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wednesday. but about 30 minutes after it sailed, the group says a hong kong maritime authorities and police stopped the boat. the officials inspected the ship and towed it to a police facility. they suspect some of the passengers are on the ship illegally. in august last year, members of the group landed on one of the disputed islands. many japanese love to dig into a bowl of natto, soybeans fermented with bacteria. but many visitors have trouble getting used to its gooey appearance and a smell some find unappetizing. but this appears to be catching on in france thanks to a frenchman. here's his story. >> reporter: at a supermarket in northern france, customers are
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tasting natto. although french people are familiar with japanese food, they don't very often come across natto. >> it is sticky, but it looks like it's good for your health. i'll buy some. >> reporter: the supermarket didn't import it from japan. a frenchman made it in france. a package costs about $5, more than imported natto, but desire has doubled in the past year. they've seen the province region of southern france. it's here that he makes natto. he set up a small factory in his home. he makes natto by hand. the only soybeans he uses are organically grown. he discovered natto for the kids when he was in tokyo. at first he was taken aback by the sight and smell. but ultimately, the unique taste
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won him over. he studied the food every day. 17 years ago, he returned to japan because he wanted to learn how to make his own natto. he chose the prefecture where most natto is made. >> translator: it was really complicated. it took me a lot of time, actually, to master the cooking, everything. >> reporter: eventually he saw
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the food go to japanese living in france, but many buyers have been the french. now he makes ground natto, which is less sticky and easier to eat. he invites friends for a taste. it is natto paste on bread. they add tomatoes, salad and radishes. voila, a new kind of salad. >> translator: when i saw the natto, i didn't like the way it looked. but when i tasted it, i thought it was delicious. it goes well with bread. >> translator: my dream is introducing natto to the people of france. someday i want to be called the king of natto. >> reporter: he says he hopes the french will soon see natto as a part of their cuisine.
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we'll see if his dream ferments. nhk world, france. time to take on the weather and the world, including the updates of the storm heading towards vietnam. >> the storm that battered southern phillipines is now over the south china sea. the surface level istill a little warm so it could intensify the system into a tropical storm before it hits land masses here across central vietnam. but whether it becomes a tropical storm or not, the winds will be quite gusty and also the high waves will be created around the coastal regions, and that combined with the heavy rain about 200 millimetres in localized areas, that could trigger low-lying coastal floods. also the gusts will be very -- the stormy conditions will be prevailing into saturday.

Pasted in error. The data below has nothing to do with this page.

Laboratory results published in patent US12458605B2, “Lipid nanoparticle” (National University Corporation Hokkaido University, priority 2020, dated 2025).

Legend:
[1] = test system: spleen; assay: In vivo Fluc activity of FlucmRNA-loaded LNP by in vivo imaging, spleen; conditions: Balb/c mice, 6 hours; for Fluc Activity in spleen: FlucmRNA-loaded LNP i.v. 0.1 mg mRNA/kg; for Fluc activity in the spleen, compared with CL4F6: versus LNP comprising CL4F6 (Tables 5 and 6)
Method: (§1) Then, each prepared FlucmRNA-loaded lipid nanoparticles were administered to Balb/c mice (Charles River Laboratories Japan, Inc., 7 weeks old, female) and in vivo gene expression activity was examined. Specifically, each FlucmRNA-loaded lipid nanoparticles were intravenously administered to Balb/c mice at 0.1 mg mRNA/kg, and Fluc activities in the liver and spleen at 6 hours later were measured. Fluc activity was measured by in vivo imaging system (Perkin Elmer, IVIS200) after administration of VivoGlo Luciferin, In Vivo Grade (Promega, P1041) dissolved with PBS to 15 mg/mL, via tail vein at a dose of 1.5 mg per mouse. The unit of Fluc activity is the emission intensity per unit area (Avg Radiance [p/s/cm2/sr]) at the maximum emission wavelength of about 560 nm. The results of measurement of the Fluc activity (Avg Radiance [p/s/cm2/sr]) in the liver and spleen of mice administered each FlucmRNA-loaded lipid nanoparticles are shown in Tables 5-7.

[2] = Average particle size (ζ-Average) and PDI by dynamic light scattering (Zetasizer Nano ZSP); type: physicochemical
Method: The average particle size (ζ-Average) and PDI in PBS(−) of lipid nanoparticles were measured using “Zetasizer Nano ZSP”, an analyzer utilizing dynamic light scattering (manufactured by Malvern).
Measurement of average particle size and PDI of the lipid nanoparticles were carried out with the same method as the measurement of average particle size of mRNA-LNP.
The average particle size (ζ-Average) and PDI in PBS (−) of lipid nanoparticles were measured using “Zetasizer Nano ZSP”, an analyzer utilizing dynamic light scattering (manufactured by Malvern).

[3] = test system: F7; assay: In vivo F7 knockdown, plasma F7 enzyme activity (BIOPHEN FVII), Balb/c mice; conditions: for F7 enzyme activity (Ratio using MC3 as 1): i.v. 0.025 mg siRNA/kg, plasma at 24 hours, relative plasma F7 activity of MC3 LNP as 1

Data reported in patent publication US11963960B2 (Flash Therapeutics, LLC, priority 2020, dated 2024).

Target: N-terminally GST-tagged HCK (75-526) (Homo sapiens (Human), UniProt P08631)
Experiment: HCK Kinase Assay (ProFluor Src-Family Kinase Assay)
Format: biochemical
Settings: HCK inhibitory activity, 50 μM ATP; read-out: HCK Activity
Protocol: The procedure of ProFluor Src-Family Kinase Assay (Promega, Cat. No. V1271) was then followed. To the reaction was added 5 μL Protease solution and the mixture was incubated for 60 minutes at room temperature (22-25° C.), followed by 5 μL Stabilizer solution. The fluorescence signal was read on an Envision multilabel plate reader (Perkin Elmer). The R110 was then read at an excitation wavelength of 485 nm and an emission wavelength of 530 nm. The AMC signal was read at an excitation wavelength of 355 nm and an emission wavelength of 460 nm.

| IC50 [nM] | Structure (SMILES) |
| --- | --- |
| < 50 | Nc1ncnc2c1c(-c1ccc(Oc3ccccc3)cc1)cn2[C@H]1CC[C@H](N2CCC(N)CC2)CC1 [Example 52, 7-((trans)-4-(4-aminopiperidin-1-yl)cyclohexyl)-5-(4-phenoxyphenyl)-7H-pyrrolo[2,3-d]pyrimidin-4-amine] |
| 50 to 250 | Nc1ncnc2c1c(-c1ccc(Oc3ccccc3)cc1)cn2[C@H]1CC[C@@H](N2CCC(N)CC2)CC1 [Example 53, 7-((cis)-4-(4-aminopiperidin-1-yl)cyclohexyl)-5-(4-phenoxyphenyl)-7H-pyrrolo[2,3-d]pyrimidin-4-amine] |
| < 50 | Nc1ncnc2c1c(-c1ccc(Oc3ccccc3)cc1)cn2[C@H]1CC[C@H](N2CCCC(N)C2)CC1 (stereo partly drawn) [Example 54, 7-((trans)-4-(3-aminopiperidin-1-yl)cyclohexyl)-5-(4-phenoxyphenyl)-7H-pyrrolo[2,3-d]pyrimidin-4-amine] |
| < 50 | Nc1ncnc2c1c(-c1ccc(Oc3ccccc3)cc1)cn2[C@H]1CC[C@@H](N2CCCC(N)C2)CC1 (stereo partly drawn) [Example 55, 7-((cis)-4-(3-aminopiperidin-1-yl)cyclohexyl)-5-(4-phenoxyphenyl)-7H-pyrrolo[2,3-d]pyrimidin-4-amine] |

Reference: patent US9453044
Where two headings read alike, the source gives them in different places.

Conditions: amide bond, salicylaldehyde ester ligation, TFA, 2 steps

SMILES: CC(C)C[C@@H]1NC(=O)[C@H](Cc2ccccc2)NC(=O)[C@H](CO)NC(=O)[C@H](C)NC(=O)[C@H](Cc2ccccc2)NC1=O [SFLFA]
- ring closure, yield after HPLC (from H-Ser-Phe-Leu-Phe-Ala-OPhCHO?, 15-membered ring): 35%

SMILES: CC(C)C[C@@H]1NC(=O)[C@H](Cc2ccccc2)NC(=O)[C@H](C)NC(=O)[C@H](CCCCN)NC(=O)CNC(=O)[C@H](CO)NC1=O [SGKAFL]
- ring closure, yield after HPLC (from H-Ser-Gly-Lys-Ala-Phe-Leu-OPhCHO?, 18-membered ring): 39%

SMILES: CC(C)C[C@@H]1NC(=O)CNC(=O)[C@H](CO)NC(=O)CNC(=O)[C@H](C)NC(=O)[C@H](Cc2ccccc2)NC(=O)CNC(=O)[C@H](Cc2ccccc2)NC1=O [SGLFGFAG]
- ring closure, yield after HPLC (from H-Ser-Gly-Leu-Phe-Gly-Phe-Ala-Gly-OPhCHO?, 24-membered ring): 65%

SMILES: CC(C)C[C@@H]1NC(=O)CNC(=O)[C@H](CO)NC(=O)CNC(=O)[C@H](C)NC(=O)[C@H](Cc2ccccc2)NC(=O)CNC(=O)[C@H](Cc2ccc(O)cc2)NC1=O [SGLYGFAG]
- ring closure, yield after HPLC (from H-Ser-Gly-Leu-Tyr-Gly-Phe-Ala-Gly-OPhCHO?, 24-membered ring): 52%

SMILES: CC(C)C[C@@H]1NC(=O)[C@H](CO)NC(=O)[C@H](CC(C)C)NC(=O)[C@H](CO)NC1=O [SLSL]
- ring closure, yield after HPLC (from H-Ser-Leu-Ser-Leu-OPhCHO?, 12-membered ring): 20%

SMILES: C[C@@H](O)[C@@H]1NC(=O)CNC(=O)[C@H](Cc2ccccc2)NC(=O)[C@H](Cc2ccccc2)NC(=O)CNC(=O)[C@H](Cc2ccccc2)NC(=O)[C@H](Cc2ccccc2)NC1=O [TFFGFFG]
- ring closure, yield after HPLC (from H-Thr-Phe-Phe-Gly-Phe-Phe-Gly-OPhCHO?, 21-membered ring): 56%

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the good news i could tell you is that the phillipines will be seeing a lot less rain; however, any additional rain across the phillipines, that includes devastated areas in tacloban, could collapse loose some buildings and also cause secondary damages. now, across the subcontinent of india, we also have another cyclone which is going to be heading towards northern tamil. this is over bengal right now. it could intensify into a deep depression and could make landfall by saturday. by friday night, and this looks like it will be bringing stormy conditions to the coastal regions, especially in eastern lower locations in india. the indian meteorological agency is already advising people to take action, so tomorrow evacuation is likely. now, across japan, we're looking at sunny skies here in tokyo. really a beautiful blue sky is
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what we're seeing right now, but let's enjoy it while we can, because we have this system moving in that's going to be covering much of japan with very wet weather and patches of heavy rain at times and associated thunderstorms. that will be improving from the west with sunshiny day in the afternoon hours. it looks like we're going to be seeing this continuing from tonight and into tomorrow across much of the contour region and the temperatures will be warm across much of japan, and that excludes the contour region. we have a low pressure system just south of contro which is pushing warm air to the north. we're likely to see 13 degrees. again, a chilly day for us. parts of japan are seeing warmer skies. senda, for example, will hit 16